A few months back, Screen Rant reported that Robert Patrick (the liquid metal T-1000 from Terminator 2) was being eyed by Terminator Salvation director McG for a possible role in the sequel to Salvation, which has already been green-lit.

Well now Robert Patrick has responded to the rumors, saying that he is ready and willing to jump back into the Terminator universe.

For those wondering just how a much-older Robert Patrick would fit into the new continuum being established by Terminator Salvation, here’s a quick recap of McG’s vision for his character:

“I like the idea in a prospective next picture that you meet Robert Patrick the way he looks today, and he’s a scientist that’s working on improving cell replication so we can stay healthier and we can cure juvenile diabetes and all these things that once again sound like good ideas — and once again live as an idealized expression of ourselves. So imagine seeing a sixty-year-old Robert Patrick and knowing, ‘Holy shit! That’s gonna be the T-1000 – who comes back perfect, lean and the whole thing.’ I haven’t concluded that, but Robert and I had dinner the other night and talked about it…”

That’s… actually a very clever way to handle it: well-intentioned scientist unintentionally creates the ultimate killing machine for Skynet. It works well on a variety of levels (man engineering his own destruction, etc.).

However, I’m not guy who has to be sold on the idea. So how does Robert Patrick feel about McG’s proposed storyline for the origin of his T-1000 character?

“Yeah, he talked to me about it,” said Patrick. “I’m interested. I was listening to him tell me about it. I had no idea that he thought about that. I love McG. He’s a great guy. I’ve worked with him before, had a great experience working with him both times… And I certainly can’t think of anybody to tackle T4 other than him right now. I think he’s got the energy for it and the passion for it. I know he’s a fan of the movies. I think he’ll do a fantastic job. I’m interested to see what Christian Bale does with John Connor. I’m interested to see the whole setting for that…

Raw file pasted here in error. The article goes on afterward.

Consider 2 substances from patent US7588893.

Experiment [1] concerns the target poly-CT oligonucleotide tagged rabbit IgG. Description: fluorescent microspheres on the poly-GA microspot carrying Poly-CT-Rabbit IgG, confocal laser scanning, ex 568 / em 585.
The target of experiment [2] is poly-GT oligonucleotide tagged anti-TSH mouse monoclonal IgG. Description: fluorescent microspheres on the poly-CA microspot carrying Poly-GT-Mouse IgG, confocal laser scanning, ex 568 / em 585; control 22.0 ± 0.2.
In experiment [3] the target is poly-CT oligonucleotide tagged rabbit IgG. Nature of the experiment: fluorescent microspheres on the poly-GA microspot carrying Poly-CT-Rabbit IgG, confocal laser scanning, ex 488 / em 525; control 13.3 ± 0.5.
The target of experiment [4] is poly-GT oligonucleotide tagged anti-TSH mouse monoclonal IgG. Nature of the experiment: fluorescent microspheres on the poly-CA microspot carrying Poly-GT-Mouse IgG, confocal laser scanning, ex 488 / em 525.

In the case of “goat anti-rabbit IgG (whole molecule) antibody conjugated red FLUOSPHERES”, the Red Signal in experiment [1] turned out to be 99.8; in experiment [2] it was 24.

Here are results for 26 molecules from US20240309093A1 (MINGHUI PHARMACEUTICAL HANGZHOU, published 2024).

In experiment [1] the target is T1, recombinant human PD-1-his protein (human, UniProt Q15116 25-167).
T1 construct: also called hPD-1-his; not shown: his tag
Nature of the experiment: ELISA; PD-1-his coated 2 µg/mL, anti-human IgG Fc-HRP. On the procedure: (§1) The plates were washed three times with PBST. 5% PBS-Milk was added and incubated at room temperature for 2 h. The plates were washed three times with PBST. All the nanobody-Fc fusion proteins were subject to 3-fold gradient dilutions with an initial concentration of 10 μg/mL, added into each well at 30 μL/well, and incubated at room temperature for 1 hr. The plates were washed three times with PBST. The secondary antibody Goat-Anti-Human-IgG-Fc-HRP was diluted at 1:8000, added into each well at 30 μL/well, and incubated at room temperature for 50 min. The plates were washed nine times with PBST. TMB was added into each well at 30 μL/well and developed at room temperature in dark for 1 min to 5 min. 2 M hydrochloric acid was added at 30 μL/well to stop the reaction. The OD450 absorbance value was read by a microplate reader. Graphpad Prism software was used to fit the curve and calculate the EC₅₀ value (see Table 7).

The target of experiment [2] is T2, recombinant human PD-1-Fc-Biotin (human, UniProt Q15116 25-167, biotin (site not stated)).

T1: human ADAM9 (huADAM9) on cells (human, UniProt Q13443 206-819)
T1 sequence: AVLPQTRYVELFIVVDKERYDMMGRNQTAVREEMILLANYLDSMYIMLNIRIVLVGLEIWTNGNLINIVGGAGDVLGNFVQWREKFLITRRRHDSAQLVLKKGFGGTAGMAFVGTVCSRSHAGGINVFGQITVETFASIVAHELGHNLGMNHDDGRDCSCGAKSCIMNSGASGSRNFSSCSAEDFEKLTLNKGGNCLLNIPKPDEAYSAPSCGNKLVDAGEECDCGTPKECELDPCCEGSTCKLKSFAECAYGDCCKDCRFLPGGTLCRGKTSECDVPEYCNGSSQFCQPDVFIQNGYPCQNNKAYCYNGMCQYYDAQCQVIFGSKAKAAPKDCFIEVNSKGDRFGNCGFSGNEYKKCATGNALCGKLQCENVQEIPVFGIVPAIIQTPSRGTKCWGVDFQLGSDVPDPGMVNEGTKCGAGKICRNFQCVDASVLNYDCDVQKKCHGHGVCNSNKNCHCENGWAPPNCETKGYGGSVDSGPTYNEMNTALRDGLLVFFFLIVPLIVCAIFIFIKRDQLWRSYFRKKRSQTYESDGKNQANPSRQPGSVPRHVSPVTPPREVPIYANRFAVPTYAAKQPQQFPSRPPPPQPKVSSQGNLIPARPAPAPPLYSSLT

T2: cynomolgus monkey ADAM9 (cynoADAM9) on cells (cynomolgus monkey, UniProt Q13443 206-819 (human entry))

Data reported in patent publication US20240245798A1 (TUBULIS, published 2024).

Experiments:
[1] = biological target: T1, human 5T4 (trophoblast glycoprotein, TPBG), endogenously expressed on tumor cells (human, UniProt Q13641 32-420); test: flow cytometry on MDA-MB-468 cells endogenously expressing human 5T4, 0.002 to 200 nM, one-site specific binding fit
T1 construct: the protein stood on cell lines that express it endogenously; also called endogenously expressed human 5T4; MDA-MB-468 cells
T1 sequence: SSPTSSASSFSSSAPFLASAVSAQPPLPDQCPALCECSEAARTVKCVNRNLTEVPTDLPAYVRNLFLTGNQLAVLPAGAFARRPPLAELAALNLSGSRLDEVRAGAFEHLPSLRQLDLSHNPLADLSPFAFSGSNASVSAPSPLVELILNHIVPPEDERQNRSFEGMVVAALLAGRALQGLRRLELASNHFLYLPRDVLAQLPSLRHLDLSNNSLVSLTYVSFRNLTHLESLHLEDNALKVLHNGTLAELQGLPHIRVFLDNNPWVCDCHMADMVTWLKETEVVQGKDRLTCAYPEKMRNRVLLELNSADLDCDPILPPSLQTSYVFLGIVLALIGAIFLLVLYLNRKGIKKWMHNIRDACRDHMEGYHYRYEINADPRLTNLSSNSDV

“…so we’ll see what happens. The sci-fi genre, and specifically that character, is something I’m very proud of. It’s what broke me out big to the world. And it’s a character that I’ve lived with ever since, and I kind of carry it with me everywhere I go, for good or bad. So it’s obviously something that’s very dear to me and real special to me. That was a real special time. That franchise means a lot to me. All of those people were great people to work with. I love ‘em all – Jim Cameron and Arnold and Linda and Eddie. It was a real, real special time in my life.”

Based on that quote we know that Robert Patrick still has a warm spot in his heart for the Terminator franchise, and that he is at least interested in the storyline that McG is pitching.

Man, I really hope this happens. The T-1000 is, to this day, one of my top five scariest villains of all time. I was only ten when my parents took me to see Terminator 2; the notion of a killing machine that was nearly indestructible and could morph into anyone, even your closest friend, was enough to make me paranoid for months and months after. I would love to feel that chill run down my spine again.

More to the point though: it’s been hinted that the Terminator Salvation franchise will chronicle the events that occurred after Judgment Day, leading up to the time-traveling plotlines of T1 and T2. The T-1000’s origin is certainly a part of that story, and if this franchise is going to be done right, there can be no loose ends left untied. It’s hard for me to see how they would tie those ends off without Robert Patrick at least making an appearance (after all, the T-1000 had to copy that face from somewhere!).

What do you think? Do you think that future installments of the Terminator Salvation franchise need to have Robert Patrick present in order to deal with the T-1000 origin? Or is it a corner you feel the filmmakers can get away with cutting?

Terminator Salvation hits theaters on May 22, 2009.

Source: Fear.Net via IESB